Study under review: Hypercalcemia, hypercalciuria, and kidney stones in long-term studies of vitamin D supplementation: a systematic review and meta-analysis
Right next to fish oil and creatine monohydrate, vitamin D is one of the safest and most well-researched supplements with a known range of health benefits. Interestingly, research suggests that vitamin D may influence the expression of over 1,000 genes in the human body (1/24th of the human genome), which would be unfortunate for the estimated 40% of the general U.S. population who don’t currently meet the requirements for adequate levels of the vitamin. Adequate vitamin D levels are correlated with improved immune health, bone health, and well-being. Moreover, supplementation may have a role in reducing the risk of certain types of cancer, as well as heart disease, diabetes, and multiple sclerosis. The benefits are well-known, and while it’s likely that we’ll continue to learn more about the various ways vitamin D affects the body, recent research has begun to shed light on the potential side effects of higher doses.
Some common vitamin D sources are shown in Figure 1. Human beings have developed certain biological mechanisms to prevent vitamin D toxicity from sun exposure and UVB light through the conversion of pre-vitamin D. However, this mechanism does not apply to the vitamin D we ingest through supplementation or food. Supplementation of 1,000 - 2,000 IU/day vitamin D is considered safe and sufficient to meet the needs for most of the population. On the higher end, a recent systematic review concluded that exceptionally large one-off doses up to 300,000 IU of vitamin D were still devoid of harmful side effects. Based on the available evidence, there is little data suggesting that doses up to this level present any significant health risk. While uncommon, negative effects of high-dose vitamin D do occur, and it’s important for researchers to quantify and make sense of them. Research suggests that the safe upper limit is 10,000IU/day, and emerging research has begun to elucidate the potential consequences associated with high-dose vitamin D supplementation and its effect on calcium metabolism--the main area where complications tend to arise from vitamin D toxicity.
Some of the most common negative effects of high-dose vitamin D on calcium metabolism are hypercalcemia, hypercalciuria, kidney stones, and renal insufficiency. Hypercalcemia is characterized by elevated blood calcium, and the effects can range from minor or nonexistent, to debilitating and life-threatening, affecting several different systems in the body. Hypercalciuria refers to an increased amount of calcium excreted through the urine. Chronic hypercalciuria can lead to impaired renal function, and is one of the most common complications in patients with kidney stones.
Two recent Cochrane reviews concluded that vitamin D supplementation increased the risk of hypercalcemia in people who were elderly, and, when combined with calcium supplements, increased the risk of kidney stones. Conversely, a different Cochrane review of randomized controlled trials from 2014 reported no increased risk of hypercalcemia in cancer patients, but did observe an increased risk of kidney stones. The relationship between vitamin D supplementation and calcium metabolism has yielded some mixed findings, and this most recent meta-analysis sought to improve upon previous research by including more recent studies published after January 2013 (the cut-off point for the aforementioned Cochrane papers), and by including longer-term (more than 24 weeks) randomized, controlled trials.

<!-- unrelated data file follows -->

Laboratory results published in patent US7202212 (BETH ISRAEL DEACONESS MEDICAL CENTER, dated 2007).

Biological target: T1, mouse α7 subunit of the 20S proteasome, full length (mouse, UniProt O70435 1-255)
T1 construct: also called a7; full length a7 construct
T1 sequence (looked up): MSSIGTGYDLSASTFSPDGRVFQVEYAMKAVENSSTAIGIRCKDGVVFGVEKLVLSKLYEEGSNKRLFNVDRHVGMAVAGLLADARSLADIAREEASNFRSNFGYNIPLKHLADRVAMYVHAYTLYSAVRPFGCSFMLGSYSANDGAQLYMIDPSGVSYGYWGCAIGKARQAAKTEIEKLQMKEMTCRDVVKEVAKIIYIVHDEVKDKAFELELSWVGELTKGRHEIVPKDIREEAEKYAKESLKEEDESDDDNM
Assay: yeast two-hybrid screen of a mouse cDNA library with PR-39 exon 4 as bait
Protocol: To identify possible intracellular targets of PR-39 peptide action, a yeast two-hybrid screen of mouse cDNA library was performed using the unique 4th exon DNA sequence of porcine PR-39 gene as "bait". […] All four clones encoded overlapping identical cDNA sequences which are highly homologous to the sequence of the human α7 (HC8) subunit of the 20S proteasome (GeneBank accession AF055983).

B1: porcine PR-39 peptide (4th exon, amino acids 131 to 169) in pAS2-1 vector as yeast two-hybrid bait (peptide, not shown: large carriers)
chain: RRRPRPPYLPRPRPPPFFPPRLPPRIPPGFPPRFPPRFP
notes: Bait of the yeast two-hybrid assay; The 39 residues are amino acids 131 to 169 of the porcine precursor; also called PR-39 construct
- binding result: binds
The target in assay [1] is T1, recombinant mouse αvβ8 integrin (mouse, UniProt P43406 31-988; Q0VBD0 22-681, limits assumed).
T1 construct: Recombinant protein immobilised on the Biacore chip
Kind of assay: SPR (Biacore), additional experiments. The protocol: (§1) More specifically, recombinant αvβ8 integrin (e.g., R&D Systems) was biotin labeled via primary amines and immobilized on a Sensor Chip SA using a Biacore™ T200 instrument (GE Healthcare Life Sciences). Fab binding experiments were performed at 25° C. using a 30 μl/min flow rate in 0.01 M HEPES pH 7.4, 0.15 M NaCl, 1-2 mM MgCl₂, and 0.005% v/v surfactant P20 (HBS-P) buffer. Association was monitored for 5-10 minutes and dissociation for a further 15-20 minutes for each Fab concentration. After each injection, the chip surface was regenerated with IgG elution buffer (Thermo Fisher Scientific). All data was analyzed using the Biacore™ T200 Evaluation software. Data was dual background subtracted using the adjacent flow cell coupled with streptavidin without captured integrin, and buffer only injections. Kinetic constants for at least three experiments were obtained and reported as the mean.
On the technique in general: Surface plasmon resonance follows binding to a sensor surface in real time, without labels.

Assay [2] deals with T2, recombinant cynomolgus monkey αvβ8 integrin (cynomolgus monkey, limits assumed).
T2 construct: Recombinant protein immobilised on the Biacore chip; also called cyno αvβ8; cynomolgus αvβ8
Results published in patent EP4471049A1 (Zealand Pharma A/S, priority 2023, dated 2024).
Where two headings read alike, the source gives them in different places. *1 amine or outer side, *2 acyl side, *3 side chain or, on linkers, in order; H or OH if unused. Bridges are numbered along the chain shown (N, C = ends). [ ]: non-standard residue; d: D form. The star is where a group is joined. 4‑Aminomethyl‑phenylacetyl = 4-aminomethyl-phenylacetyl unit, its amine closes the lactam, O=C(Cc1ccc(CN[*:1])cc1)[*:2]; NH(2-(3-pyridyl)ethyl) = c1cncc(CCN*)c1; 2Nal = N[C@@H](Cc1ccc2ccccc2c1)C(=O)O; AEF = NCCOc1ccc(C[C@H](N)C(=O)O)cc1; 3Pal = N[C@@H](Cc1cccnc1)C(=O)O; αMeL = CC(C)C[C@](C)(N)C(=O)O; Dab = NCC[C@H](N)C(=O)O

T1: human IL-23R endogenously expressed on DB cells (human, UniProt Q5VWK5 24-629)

Previous meta-analyses on vitamin D have largely been restricted to outcomes of mortality, cancer, or fractures, and did not include studies based on specific outcomes related to calcium metabolism. Additionally, previous reviews included short-term trials, which may have masked any effects of vitamin D over a longer duration of supplementation.
Other Articles in Issue #25 (November 2016)
Interview: Jasmina Aganovic
How much do you know about the bacteria that live on your skin? Whether or not you have skin issues, this interview is worth a look.
Skip breakfast, lose fat?
The most popular type of intermittent fasting among people who lift weights seems to be a 16 hour fast, followed by an 8 hour eating window. This is the first trial to test that protocol in a trained population.
Milkshakes and insulin resistance: the perfect storm
There's a lot to be learned about how insulin resistance develops. This highly controlled study tested a saturated fat binge, in order to isolate its effects on glucose levels and insulin resistance.
Starches last for better blood glucose
Advice for blood sugar regulation ranges from "eat a balanced diet" to "beware carbs!". Macros and foods aside, could switching up the order in which you eat the same foods impact blood sugar?
A second look at protein quantity after exercise
Do muscular people require more protein after lifting? How much protein is needed to optimize muscle protein synthesis after a workout? This trial addressed both questions.
Can probiotics be used to treat multiple sclerosis?
The main supplement that’s been linked to helping MS is vitamin D. This probiotic trial could help inform whether gut microbiome approaches should be equally emphasized.
Interview: Julianne Taylor
Julianne is a New Zealand based nutritionist with a particular interest in autoimmune disease. Here, we pick her brain on what she’s found about the diet-disease connection. Julianne first trained as a registered general and obstetric nurse. She then retrained as a furniture designer, followed by a post-graduate diploma in design for disability in London. Back in NZ in the 1990’s Julianne designed, made, and fitted custom wheelchair seats and other aids for people with extreme physical disabilities.